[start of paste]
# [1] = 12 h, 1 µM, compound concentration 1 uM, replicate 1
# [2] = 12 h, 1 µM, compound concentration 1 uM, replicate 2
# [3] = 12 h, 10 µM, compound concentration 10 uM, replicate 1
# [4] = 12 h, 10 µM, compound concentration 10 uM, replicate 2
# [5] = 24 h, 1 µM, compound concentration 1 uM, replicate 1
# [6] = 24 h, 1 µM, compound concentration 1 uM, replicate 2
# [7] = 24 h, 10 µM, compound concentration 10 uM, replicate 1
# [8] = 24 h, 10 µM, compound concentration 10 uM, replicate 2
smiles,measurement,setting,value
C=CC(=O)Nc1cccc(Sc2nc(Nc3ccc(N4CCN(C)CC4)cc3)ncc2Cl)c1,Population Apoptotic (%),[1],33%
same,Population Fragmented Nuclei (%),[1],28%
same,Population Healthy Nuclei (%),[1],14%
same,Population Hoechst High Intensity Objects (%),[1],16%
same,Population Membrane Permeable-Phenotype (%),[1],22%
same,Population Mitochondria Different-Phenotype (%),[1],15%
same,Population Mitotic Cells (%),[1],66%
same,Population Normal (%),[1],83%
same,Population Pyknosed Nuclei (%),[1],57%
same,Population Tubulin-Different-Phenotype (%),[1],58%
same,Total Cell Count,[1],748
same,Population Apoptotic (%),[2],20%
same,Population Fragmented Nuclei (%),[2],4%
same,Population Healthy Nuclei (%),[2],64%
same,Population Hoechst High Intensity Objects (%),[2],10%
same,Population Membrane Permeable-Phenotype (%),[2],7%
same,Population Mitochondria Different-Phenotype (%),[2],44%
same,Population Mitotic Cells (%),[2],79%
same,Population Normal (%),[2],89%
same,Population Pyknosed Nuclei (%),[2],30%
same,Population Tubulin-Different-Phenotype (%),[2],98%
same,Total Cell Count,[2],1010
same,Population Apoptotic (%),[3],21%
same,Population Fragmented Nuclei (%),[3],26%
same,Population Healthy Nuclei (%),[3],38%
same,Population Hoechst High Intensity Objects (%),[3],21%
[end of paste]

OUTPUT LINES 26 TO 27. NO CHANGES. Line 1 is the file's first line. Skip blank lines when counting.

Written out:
same,Population Mitochondria Different-Phenotype (%),[2],44%
same,Population Mitotic Cells (%),[2],79%